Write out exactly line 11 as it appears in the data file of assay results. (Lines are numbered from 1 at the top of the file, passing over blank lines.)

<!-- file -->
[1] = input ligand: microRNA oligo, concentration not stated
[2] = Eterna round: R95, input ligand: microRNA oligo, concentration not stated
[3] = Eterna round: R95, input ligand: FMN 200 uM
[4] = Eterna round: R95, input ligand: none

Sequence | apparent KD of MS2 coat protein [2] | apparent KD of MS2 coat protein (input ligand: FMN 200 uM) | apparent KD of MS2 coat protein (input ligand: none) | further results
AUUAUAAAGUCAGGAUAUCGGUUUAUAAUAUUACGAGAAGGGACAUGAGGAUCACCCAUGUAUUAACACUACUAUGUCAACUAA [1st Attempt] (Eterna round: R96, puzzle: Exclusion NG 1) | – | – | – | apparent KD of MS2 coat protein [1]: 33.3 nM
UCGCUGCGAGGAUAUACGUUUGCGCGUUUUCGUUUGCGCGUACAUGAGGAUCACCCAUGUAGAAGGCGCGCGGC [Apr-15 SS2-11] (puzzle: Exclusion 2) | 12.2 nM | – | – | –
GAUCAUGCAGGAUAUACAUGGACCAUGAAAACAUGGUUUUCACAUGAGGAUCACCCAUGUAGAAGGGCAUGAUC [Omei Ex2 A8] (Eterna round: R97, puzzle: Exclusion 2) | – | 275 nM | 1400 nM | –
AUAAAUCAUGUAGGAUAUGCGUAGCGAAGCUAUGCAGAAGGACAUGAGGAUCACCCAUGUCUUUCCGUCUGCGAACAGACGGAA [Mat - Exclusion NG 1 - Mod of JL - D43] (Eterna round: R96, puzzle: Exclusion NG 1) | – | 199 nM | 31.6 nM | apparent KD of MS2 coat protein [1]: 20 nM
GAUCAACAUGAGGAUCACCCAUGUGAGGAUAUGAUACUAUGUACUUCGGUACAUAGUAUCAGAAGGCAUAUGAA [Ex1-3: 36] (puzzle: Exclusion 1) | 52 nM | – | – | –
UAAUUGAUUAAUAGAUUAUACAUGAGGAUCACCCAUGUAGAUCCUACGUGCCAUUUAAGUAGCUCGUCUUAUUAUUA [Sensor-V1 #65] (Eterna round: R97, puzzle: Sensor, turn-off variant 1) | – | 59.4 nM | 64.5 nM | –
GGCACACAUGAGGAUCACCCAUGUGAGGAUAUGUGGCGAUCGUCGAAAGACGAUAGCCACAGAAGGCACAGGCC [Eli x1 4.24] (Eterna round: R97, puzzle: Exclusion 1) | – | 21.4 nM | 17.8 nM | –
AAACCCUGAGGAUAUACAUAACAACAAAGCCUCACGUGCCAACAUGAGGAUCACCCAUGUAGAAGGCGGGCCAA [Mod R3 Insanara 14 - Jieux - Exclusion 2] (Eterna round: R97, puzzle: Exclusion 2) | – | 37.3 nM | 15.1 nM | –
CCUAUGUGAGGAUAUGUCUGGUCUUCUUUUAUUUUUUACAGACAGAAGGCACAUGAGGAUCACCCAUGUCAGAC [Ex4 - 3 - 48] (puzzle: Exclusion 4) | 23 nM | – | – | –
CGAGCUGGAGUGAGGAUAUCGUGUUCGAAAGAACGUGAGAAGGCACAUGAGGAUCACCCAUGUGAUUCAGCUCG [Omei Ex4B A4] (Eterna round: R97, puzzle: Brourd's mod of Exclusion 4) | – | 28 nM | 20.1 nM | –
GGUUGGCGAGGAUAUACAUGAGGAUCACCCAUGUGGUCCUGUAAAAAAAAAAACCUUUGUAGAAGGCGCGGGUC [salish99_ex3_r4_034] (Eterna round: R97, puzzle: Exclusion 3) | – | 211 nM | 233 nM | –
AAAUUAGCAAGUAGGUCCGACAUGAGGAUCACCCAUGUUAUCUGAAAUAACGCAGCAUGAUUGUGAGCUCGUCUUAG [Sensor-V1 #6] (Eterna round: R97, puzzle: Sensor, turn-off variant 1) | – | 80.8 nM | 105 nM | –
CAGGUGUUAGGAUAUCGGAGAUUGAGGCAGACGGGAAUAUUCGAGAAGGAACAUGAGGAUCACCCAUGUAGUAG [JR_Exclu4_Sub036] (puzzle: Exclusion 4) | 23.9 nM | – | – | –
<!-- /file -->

UAAUUGAUUAAUAGAUUAUACAUGAGGAUCACCCAUGUAGAUCCUACGUGCCAUUUAAGUAGCUCGUCUUAUUAUUA [Sensor-V1 #65] (Eterna round: R97, puzzle: Sensor, turn-off variant 1) | – | 59.4 nM | 64.5 nM | –